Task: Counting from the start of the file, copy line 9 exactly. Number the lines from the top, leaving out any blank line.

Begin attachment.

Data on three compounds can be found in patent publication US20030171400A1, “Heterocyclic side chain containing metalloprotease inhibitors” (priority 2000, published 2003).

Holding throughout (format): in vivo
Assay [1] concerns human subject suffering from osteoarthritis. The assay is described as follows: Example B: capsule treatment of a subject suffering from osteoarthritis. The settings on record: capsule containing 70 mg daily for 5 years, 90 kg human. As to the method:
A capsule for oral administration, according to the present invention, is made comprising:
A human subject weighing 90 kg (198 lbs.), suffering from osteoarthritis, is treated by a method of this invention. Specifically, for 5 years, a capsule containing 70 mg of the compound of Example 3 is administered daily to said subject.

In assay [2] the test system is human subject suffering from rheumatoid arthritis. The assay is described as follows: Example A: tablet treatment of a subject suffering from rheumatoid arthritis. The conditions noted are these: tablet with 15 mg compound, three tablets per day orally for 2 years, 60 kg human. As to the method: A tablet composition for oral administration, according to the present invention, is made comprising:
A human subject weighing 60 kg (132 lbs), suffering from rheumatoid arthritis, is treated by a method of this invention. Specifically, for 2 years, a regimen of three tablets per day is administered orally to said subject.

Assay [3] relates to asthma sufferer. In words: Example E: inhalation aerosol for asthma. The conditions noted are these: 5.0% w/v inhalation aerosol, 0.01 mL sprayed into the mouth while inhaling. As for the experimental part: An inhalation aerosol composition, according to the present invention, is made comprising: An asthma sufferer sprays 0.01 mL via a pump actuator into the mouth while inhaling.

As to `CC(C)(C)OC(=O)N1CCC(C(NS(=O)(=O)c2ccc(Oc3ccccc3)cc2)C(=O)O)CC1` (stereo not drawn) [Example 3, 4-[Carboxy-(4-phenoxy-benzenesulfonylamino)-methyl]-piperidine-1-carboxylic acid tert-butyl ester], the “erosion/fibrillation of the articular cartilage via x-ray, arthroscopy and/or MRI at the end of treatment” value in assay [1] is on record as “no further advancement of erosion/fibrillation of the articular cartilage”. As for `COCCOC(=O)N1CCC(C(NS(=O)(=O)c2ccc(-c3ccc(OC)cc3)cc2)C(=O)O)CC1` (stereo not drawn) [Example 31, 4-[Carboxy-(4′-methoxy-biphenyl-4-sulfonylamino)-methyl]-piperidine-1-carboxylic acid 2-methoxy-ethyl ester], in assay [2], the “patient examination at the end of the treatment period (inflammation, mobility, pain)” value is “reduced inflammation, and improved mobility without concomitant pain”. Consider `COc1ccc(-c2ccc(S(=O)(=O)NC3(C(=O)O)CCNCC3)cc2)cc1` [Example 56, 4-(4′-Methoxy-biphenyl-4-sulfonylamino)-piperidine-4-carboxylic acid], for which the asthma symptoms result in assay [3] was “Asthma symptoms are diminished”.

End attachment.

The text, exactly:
As to `CC(C)(C)OC(=O)N1CCC(C(NS(=O)(=O)c2ccc(Oc3ccccc3)cc2)C(=O)O)CC1` (stereo not drawn) [Example 3, 4-[Carboxy-(4-phenoxy-benzenesulfonylamino)-methyl]-piperidine-1-carboxylic acid tert-butyl ester], the “erosion/fibrillation of the articular cartilage via x-ray, arthroscopy and/or MRI at the end of treatment” value in assay [1] is on record as “no further advancement of erosion/fibrillation of the articular cartilage”. As for `COCCOC(=O)N1CCC(C(NS(=O)(=O)c2ccc(-c3ccc(OC)cc3)cc2)C(=O)O)CC1` (stereo not drawn) [Example 31, 4-[Carboxy-(4′-methoxy-biphenyl-4-sulfonylamino)-methyl]-piperidine-1-carboxylic acid 2-methoxy-ethyl ester], in assay [2], the “patient examination at the end of the treatment period (inflammation, mobility, pain)” value is “reduced inflammation, and improved mobility without concomitant pain”. Consider `COc1ccc(-c2ccc(S(=O)(=O)NC3(C(=O)O)CCNCC3)cc2)cc1` [Example 56, 4-(4′-Methoxy-biphenyl-4-sulfonylamino)-piperidine-4-carboxylic acid], for which the asthma symptoms result in assay [3] was “Asthma symptoms are diminished”.